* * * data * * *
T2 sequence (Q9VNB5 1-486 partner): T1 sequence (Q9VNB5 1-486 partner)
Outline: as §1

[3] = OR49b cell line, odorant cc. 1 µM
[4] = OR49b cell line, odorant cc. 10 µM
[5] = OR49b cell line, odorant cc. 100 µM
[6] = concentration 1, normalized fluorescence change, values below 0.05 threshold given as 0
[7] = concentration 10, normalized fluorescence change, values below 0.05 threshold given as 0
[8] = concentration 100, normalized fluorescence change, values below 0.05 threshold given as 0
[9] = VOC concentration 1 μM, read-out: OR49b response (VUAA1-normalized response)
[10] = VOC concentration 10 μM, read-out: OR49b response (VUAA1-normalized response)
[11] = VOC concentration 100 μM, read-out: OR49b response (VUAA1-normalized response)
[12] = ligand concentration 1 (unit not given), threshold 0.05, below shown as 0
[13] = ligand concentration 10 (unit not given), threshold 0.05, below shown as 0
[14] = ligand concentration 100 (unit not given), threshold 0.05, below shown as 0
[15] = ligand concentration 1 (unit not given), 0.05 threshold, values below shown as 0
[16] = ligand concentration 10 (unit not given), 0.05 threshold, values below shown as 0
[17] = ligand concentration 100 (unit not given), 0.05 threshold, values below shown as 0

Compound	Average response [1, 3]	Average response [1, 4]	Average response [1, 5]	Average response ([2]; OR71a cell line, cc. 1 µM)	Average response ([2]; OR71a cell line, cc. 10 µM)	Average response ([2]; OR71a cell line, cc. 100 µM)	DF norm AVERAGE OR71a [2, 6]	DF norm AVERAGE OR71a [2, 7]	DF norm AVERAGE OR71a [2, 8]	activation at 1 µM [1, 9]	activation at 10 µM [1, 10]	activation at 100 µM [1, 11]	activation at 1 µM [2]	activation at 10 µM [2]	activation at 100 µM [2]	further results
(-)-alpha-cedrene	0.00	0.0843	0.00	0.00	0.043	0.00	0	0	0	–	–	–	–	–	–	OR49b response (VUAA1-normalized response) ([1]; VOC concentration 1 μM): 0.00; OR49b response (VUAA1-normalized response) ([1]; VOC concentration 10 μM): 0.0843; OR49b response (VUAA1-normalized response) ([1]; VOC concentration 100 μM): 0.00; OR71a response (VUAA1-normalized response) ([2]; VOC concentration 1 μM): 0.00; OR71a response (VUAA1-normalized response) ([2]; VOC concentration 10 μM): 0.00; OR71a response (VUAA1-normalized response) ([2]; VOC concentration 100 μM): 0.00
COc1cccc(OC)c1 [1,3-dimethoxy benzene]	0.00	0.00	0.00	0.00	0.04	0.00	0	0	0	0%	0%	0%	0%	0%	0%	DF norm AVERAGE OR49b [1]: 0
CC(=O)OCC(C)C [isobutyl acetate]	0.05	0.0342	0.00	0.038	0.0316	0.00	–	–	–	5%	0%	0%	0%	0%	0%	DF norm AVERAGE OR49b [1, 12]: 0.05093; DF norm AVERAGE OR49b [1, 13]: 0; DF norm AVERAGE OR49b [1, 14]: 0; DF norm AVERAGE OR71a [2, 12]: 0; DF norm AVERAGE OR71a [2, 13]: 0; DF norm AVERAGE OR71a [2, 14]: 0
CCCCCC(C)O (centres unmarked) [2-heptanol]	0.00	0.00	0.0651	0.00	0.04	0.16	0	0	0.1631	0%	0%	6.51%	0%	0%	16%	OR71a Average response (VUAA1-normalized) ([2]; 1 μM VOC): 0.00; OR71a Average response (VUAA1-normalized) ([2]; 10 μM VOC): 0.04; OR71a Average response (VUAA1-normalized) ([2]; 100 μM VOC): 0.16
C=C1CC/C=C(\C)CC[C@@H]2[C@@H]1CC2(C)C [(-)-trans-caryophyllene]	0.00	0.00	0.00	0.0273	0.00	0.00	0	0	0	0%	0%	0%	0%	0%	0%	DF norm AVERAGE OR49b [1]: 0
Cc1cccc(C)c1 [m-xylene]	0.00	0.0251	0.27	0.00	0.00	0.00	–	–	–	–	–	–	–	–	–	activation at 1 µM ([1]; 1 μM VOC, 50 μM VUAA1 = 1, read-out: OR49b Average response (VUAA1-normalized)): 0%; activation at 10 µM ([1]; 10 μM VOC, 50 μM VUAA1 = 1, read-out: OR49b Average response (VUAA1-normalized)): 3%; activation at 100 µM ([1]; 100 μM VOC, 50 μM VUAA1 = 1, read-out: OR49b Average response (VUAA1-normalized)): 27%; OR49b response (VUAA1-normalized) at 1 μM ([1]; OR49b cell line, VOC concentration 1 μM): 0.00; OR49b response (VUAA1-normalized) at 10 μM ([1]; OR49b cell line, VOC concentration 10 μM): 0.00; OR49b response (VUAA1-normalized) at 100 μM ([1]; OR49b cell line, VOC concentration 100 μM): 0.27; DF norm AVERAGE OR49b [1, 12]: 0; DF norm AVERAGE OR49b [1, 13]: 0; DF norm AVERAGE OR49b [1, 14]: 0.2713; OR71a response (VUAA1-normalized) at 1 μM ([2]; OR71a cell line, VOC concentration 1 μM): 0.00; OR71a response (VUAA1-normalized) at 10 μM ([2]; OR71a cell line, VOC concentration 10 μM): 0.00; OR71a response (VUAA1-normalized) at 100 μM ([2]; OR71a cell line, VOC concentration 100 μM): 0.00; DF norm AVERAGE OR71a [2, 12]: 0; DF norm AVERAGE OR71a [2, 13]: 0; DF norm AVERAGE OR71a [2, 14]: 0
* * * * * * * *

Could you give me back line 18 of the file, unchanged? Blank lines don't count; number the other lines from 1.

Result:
Compound	Average response [1, 3]	Average response [1, 4]	Average response [1, 5]	Average response ([2]; OR71a cell line, cc. 1 µM)	Average response ([2]; OR71a cell line, cc. 10 µM)	Average response ([2]; OR71a cell line, cc. 100 µM)	DF norm AVERAGE OR71a [2, 6]	DF norm AVERAGE OR71a [2, 7]	DF norm AVERAGE OR71a [2, 8]	activation at 1 µM [1, 9]	activation at 10 µM [1, 10]	activation at 100 µM [1, 11]	activation at 1 µM [2]	activation at 10 µM [2]	activation at 100 µM [2]	further results